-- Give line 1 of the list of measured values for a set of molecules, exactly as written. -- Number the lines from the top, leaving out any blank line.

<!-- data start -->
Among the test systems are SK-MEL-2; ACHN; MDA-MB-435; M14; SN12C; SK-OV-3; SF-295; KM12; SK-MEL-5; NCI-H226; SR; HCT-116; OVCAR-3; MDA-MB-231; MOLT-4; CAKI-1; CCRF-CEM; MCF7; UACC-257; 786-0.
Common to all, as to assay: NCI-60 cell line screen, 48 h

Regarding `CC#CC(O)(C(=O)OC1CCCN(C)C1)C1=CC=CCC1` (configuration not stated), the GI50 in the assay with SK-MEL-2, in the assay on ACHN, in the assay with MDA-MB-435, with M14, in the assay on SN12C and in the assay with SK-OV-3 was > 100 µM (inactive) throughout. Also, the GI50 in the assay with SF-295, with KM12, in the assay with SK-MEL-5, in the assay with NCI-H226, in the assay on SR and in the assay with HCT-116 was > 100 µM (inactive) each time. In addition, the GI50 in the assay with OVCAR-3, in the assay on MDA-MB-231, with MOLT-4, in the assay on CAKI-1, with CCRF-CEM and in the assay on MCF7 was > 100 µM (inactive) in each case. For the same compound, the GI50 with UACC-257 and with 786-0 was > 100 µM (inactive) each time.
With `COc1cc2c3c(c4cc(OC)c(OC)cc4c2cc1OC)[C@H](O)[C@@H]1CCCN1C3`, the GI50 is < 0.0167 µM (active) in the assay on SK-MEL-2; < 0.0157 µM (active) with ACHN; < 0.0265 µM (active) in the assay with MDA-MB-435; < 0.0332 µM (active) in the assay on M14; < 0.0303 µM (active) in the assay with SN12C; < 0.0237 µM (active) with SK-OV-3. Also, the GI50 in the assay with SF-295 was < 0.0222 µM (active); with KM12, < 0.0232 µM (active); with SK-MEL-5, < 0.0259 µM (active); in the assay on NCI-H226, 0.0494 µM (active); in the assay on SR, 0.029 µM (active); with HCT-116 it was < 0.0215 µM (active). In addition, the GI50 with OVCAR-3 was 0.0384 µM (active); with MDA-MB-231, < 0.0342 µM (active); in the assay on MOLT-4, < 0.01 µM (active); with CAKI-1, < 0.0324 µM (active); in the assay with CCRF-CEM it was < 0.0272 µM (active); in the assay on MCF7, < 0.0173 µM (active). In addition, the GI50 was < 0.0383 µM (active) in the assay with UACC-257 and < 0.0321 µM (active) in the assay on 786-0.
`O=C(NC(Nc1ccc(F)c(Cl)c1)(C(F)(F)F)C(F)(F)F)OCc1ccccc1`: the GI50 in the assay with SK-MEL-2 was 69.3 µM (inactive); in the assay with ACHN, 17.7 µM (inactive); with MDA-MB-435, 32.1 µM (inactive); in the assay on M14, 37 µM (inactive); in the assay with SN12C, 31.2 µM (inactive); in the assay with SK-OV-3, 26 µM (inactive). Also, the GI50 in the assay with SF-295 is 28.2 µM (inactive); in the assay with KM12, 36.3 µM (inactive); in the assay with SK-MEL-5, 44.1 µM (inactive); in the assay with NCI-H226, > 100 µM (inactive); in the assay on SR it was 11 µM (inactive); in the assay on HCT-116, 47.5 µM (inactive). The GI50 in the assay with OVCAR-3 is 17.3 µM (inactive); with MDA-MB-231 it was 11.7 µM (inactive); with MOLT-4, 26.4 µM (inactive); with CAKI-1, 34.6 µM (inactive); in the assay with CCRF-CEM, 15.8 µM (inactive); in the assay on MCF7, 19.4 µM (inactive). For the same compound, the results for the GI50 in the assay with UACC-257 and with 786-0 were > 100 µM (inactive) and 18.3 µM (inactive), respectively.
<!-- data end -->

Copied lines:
Among the test systems are SK-MEL-2; ACHN; MDA-MB-435; M14; SN12C; SK-OV-3; SF-295; KM12; SK-MEL-5; NCI-H226; SR; HCT-116; OVCAR-3; MDA-MB-231; MOLT-4; CAKI-1; CCRF-CEM; MCF7; UACC-257; 786-0.